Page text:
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First New Species Of River Dolphin Discovered In Brazil Since 1918

  • An extremely rare picture of the Amazon river dolphin, pink river dolphin or boto underwater in the Amazon river in Rio Negro, Brazil. (Photo by Mark Carwardine / Barcroft Media / Getty Images)

    An extremely rare picture of the Amazon river dolphin, pink river dolphin or boto underwater in the Amazon river in Rio Negro, Brazil. (Photo by Mark Carwardine / Barcroft Media / Getty Images)

  • A Pink River Dolphin in the water of Acajatuba Lake, a tributary of Rio Negro in the Amazon, Brazil. (Photo by Franco Banfi / Barcroft Media / Getty Images)

    A Pink River Dolphin in the water of Acajatuba Lake, a tributary of Rio Negro in the Amazon, Brazil. (Photo by Franco Banfi / Barcroft Media / Getty Images)

Scientists in Brazil have discovered a new species of river dolphin, the first new species to be found since 1918.

Known as Inia araguaiaensis, it can mostly be found in a 932-mile stretch of the Araguaia-Tocantins River system in Brazil, according to a report published in PLOS One Journal.

Scientists estimate anywhere between 600 to 1,500 of these dolphins currently live in the basin and they propose they be known as “Araguaian boto" dolphins.

River dolphins are some of the rarest and most endangered animals in the world — of the four known species, three are on the International Union for Conservation of Nature's 'Red List'.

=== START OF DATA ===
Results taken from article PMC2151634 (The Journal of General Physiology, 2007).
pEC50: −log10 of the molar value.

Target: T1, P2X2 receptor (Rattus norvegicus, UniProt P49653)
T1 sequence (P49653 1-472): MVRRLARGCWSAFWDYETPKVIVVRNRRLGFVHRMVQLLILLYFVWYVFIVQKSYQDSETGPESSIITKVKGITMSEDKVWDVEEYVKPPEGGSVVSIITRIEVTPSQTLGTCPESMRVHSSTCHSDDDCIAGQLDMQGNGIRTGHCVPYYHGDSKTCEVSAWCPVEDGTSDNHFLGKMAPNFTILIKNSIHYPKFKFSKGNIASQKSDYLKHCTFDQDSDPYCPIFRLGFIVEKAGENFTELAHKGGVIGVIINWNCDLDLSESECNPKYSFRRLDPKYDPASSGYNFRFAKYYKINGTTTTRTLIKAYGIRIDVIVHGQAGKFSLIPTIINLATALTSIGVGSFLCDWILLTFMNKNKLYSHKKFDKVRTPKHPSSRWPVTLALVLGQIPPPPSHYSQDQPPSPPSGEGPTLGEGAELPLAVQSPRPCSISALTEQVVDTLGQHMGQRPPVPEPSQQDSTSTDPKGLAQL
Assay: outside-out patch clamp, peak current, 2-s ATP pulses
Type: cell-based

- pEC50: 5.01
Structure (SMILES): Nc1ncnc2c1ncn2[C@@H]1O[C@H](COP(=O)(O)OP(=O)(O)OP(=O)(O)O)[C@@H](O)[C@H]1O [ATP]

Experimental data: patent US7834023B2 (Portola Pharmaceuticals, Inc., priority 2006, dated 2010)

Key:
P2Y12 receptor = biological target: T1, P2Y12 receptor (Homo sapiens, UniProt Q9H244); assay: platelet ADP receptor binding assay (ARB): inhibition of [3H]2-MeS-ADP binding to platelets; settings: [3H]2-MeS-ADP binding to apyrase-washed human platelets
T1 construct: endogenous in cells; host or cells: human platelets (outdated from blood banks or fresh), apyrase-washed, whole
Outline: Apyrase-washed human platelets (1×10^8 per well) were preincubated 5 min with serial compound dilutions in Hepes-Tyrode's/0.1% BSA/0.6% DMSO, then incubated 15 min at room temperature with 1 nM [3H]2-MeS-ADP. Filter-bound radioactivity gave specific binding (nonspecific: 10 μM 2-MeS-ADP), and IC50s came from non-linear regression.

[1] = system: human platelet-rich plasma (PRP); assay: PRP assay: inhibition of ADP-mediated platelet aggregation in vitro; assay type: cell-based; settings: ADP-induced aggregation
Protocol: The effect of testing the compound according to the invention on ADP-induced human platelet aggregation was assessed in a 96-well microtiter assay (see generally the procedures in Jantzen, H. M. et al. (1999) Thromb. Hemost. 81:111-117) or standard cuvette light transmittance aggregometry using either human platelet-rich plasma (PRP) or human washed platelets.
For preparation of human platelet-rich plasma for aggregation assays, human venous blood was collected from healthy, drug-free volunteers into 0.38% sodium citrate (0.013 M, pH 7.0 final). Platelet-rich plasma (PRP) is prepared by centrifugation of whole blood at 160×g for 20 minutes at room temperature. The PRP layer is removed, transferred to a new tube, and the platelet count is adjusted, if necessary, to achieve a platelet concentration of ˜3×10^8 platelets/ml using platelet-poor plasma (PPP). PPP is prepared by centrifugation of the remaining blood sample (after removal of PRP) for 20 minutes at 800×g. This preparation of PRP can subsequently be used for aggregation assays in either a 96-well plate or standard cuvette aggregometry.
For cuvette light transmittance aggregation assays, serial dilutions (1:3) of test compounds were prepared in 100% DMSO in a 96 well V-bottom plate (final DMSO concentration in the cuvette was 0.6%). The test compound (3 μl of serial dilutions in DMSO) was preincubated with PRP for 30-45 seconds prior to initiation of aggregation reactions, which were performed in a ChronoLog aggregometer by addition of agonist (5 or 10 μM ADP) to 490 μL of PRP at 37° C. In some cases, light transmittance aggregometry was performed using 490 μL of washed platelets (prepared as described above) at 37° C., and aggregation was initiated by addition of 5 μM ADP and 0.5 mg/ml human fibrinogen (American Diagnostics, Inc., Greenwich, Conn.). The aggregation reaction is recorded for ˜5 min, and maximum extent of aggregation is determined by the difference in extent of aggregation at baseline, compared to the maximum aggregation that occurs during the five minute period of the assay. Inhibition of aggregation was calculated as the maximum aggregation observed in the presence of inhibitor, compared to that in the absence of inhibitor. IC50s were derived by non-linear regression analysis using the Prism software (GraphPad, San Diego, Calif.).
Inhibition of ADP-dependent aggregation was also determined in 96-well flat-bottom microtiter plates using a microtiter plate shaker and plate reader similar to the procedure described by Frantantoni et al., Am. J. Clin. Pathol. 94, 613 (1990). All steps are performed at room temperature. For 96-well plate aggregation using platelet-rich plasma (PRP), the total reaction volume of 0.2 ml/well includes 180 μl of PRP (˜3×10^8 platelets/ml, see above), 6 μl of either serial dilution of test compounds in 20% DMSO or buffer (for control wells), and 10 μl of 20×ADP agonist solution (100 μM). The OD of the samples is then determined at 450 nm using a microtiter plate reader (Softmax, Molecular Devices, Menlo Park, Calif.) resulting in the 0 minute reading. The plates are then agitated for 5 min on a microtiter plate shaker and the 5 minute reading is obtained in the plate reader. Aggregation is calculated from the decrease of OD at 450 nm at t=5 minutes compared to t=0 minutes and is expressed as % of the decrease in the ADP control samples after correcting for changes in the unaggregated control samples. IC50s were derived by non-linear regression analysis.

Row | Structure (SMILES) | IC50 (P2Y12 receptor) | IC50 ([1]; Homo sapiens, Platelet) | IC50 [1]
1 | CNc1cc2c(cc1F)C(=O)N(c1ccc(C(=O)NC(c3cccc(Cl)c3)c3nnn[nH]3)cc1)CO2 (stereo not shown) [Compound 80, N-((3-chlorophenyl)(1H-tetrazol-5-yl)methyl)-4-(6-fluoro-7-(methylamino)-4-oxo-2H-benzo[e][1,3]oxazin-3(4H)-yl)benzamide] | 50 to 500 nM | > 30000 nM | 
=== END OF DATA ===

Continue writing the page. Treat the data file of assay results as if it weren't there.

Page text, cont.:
Most river dolphins live throughout the Amazon River Basin, but this new species is concentrated in the Araguaia-Tocantins River system, almost completely disconnected from the Amazon basin thanks to a series of waterfalls, rapids and other geological barriers.

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The scientists behind the report believed there was a chance dolphin sightings in the Araguaia-Tocantins were a new species because it's so isolated from the Amazon.

The new Araguaia river dolphin has less teeth than other species of river dolphins and is smaller.

But the real differences were found in the DNA samples, which helped the scientific team to conclude the dolphin was a new species.

"In science you can never be sure about anything," said Dr Tomas Hrbek of the Federal University of Amazonas to the BBC. "We looked at the mitochondrial DNA, which is essentially looking at the lineages, and there is no sharing of lineages."

The researchers said they are worried about the Araguaian boto dolphins' survival because there appears to be low genetic diversity and the ever growing threat of human development in the region.

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